The Los Angeles County Board of Supervisors next week will consider establishing fines and more quickly shutting down businesses that fail to adhere to public health orders designed to control spread of the coronavirus.
“We wanted to have a public trust relationship with our business community,” Supervisor Sheila Kuehl said in a statement announcing the motion she introduced with Supervisor Janice Hahn.
“We assumed businesses, who had indicated they would comply with directives in order to reopen, would follow the rules, but last weekend suggests that far too many people are shrugging off the danger,” Kuehl said.
County health officials reported that during inspections last weekend, 49 percent of bars and 33 percent of restaurants were found to be violating physical distancing requirements, while 54 percent of bars and 44 percent of restaurants were failing to meet face mask/shield mandates for employees.
On Wednesday, California Gov. Gavin Newsom ordered restaurants to close for dine-in service — though they will still be allowed to offer food for pickup or delivery.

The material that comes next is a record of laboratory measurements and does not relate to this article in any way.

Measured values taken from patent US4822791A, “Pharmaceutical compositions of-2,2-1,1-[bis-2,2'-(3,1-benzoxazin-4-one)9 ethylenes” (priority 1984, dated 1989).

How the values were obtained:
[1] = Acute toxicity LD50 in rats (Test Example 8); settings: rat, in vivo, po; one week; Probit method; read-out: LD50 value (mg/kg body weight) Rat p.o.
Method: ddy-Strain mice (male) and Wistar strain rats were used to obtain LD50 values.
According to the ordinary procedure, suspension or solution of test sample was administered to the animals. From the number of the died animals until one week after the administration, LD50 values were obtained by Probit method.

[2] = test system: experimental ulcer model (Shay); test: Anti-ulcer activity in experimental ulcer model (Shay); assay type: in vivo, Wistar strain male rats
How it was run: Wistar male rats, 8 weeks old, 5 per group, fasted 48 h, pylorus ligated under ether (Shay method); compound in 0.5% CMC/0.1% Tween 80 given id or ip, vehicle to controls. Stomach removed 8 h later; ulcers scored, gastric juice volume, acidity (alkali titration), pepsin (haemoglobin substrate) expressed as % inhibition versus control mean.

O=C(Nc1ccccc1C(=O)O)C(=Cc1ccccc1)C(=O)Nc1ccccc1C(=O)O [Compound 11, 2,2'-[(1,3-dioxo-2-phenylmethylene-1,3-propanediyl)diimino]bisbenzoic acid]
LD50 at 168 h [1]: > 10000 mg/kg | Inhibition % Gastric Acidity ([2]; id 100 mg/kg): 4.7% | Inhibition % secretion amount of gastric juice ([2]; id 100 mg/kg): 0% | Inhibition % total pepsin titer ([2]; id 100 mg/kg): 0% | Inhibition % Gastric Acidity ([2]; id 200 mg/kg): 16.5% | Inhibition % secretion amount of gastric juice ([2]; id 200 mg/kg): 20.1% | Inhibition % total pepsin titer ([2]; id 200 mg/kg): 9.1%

The governor’s guideline to cease indoor operations for three weeks also included movie theaters, restaurants, indoor family entertainment businesses, card rooms and zoos. Over the weekend, the governor ordered bars and nightclubs closed.
Newsom said he is hoping that people will comply with the guidelines voluntarily. If they do not, the governor said he is deploying a “strike team” of government agencies to ensure compliance, especially where it concerns workplaces. Alcoholic Beverage Control, CalOSHA, the Department of Business Oversight, the Department of Consumer Affairs and the California Highway Patrol are among the agencies that will be enforcing the guidelines.
On Thursday, the governor said OSHA had sent out 350,000 letters to businesses laying out expectations in terms of “good business behaviors…in very, very prescriptive ways.” He revealed 10 state agencies that will be fanning out to encourage compliance, including, now, the Board of Barbers and Cosmetologists. “If we can’t enforce them through encouragement,” he warned, “we’ll have to lean in a little more.”
L.A. County officials are, it seems, looking to “lean in” even sooner.
“The recent spike in cases and hospitalizations is very, very serious and jeopardizes our ability to care for people who get sick,” said Kuehl. “This motion says, ‘Business owners, please take this seriously. We will fine you if you’re out of compliance, and if we find you’re out of compliance a second time, we will shut you down.’”